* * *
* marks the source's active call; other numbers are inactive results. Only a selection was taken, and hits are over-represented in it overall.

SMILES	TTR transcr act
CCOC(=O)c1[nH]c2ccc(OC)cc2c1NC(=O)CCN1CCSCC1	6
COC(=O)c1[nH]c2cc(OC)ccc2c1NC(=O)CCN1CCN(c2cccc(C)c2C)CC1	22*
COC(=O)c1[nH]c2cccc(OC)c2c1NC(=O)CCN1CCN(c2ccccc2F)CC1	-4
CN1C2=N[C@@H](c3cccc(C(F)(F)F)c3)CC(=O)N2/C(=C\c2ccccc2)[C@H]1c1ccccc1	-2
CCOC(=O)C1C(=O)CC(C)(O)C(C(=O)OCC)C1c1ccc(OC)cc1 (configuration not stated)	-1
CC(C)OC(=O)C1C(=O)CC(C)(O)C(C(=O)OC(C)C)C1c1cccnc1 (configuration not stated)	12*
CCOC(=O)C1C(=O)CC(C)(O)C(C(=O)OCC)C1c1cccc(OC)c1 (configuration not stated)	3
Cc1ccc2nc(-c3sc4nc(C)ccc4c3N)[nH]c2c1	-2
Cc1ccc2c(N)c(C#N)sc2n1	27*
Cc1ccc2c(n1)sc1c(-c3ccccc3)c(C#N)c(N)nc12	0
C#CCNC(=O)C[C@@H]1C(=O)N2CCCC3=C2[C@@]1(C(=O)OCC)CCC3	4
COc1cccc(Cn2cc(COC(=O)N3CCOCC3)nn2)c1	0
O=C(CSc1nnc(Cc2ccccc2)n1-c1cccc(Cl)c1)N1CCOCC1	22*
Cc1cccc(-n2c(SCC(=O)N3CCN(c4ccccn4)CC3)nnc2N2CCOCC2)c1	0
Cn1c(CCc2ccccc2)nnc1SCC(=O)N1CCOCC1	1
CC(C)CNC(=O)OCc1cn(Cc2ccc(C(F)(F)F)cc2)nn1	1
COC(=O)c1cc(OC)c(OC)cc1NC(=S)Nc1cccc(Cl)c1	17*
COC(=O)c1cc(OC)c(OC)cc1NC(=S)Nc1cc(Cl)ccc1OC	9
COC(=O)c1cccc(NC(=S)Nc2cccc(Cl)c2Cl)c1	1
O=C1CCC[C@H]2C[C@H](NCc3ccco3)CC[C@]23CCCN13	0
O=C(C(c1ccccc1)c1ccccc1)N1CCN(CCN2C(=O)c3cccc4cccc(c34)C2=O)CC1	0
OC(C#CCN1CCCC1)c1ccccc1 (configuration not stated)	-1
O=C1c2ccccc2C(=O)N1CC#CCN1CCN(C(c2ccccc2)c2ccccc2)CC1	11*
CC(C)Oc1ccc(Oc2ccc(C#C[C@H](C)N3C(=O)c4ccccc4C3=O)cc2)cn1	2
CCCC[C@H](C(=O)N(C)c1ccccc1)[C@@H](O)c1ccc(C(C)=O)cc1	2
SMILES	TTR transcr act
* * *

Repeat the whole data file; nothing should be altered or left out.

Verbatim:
* marks the source's active call; other numbers are inactive results. Only a selection was taken, and hits are over-represented in it overall.

SMILES	TTR transcr act
CCOC(=O)c1[nH]c2ccc(OC)cc2c1NC(=O)CCN1CCSCC1	6
COC(=O)c1[nH]c2cc(OC)ccc2c1NC(=O)CCN1CCN(c2cccc(C)c2C)CC1	22*
COC(=O)c1[nH]c2cccc(OC)c2c1NC(=O)CCN1CCN(c2ccccc2F)CC1	-4
CN1C2=N[C@@H](c3cccc(C(F)(F)F)c3)CC(=O)N2/C(=C\c2ccccc2)[C@H]1c1ccccc1	-2
CCOC(=O)C1C(=O)CC(C)(O)C(C(=O)OCC)C1c1ccc(OC)cc1 (configuration not stated)	-1
CC(C)OC(=O)C1C(=O)CC(C)(O)C(C(=O)OC(C)C)C1c1cccnc1 (configuration not stated)	12*
CCOC(=O)C1C(=O)CC(C)(O)C(C(=O)OCC)C1c1cccc(OC)c1 (configuration not stated)	3
Cc1ccc2nc(-c3sc4nc(C)ccc4c3N)[nH]c2c1	-2
Cc1ccc2c(N)c(C#N)sc2n1	27*
Cc1ccc2c(n1)sc1c(-c3ccccc3)c(C#N)c(N)nc12	0
C#CCNC(=O)C[C@@H]1C(=O)N2CCCC3=C2[C@@]1(C(=O)OCC)CCC3	4
COc1cccc(Cn2cc(COC(=O)N3CCOCC3)nn2)c1	0
O=C(CSc1nnc(Cc2ccccc2)n1-c1cccc(Cl)c1)N1CCOCC1	22*
Cc1cccc(-n2c(SCC(=O)N3CCN(c4ccccn4)CC3)nnc2N2CCOCC2)c1	0
Cn1c(CCc2ccccc2)nnc1SCC(=O)N1CCOCC1	1
CC(C)CNC(=O)OCc1cn(Cc2ccc(C(F)(F)F)cc2)nn1	1
COC(=O)c1cc(OC)c(OC)cc1NC(=S)Nc1cccc(Cl)c1	17*
COC(=O)c1cc(OC)c(OC)cc1NC(=S)Nc1cc(Cl)ccc1OC	9
COC(=O)c1cccc(NC(=S)Nc2cccc(Cl)c2Cl)c1	1
O=C1CCC[C@H]2C[C@H](NCc3ccco3)CC[C@]23CCCN13	0
O=C(C(c1ccccc1)c1ccccc1)N1CCN(CCN2C(=O)c3cccc4cccc(c34)C2=O)CC1	0
OC(C#CCN1CCCC1)c1ccccc1 (configuration not stated)	-1
O=C1c2ccccc2C(=O)N1CC#CCN1CCN(C(c2ccccc2)c2ccccc2)CC1	11*
CC(C)Oc1ccc(Oc2ccc(C#C[C@H](C)N3C(=O)c4ccccc4C3=O)cc2)cn1	2
CCCC[C@H](C(=O)N(C)c1ccccc1)[C@@H](O)c1ccc(C(C)=O)cc1	2
SMILES	TTR transcr act